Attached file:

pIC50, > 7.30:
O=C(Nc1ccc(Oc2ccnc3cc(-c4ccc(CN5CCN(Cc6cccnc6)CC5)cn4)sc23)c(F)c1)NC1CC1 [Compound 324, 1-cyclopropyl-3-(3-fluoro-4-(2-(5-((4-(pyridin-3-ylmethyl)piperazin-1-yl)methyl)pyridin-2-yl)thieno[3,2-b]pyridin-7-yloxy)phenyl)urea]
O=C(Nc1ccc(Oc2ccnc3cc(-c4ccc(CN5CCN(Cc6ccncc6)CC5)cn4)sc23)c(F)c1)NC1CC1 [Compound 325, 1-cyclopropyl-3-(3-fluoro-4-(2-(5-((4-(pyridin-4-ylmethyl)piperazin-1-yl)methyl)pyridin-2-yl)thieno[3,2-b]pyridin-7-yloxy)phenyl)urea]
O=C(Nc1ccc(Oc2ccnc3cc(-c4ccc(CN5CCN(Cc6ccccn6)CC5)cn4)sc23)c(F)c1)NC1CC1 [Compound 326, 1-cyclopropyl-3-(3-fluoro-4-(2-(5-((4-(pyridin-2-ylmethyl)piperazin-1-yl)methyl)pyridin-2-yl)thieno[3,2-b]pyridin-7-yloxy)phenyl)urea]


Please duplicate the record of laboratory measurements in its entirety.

pIC50, > 7.30:
O=C(Nc1ccc(Oc2ccnc3cc(-c4ccc(CN5CCN(Cc6cccnc6)CC5)cn4)sc23)c(F)c1)NC1CC1 [Compound 324, 1-cyclopropyl-3-(3-fluoro-4-(2-(5-((4-(pyridin-3-ylmethyl)piperazin-1-yl)methyl)pyridin-2-yl)thieno[3,2-b]pyridin-7-yloxy)phenyl)urea]
O=C(Nc1ccc(Oc2ccnc3cc(-c4ccc(CN5CCN(Cc6ccncc6)CC5)cn4)sc23)c(F)c1)NC1CC1 [Compound 325, 1-cyclopropyl-3-(3-fluoro-4-(2-(5-((4-(pyridin-4-ylmethyl)piperazin-1-yl)methyl)pyridin-2-yl)thieno[3,2-b]pyridin-7-yloxy)phenyl)urea]
O=C(Nc1ccc(Oc2ccnc3cc(-c4ccc(CN5CCN(Cc6ccccn6)CC5)cn4)sc23)c(F)c1)NC1CC1 [Compound 326, 1-cyclopropyl-3-(3-fluoro-4-(2-(5-((4-(pyridin-2-ylmethyl)piperazin-1-yl)methyl)pyridin-2-yl)thieno[3,2-b]pyridin-7-yloxy)phenyl)urea]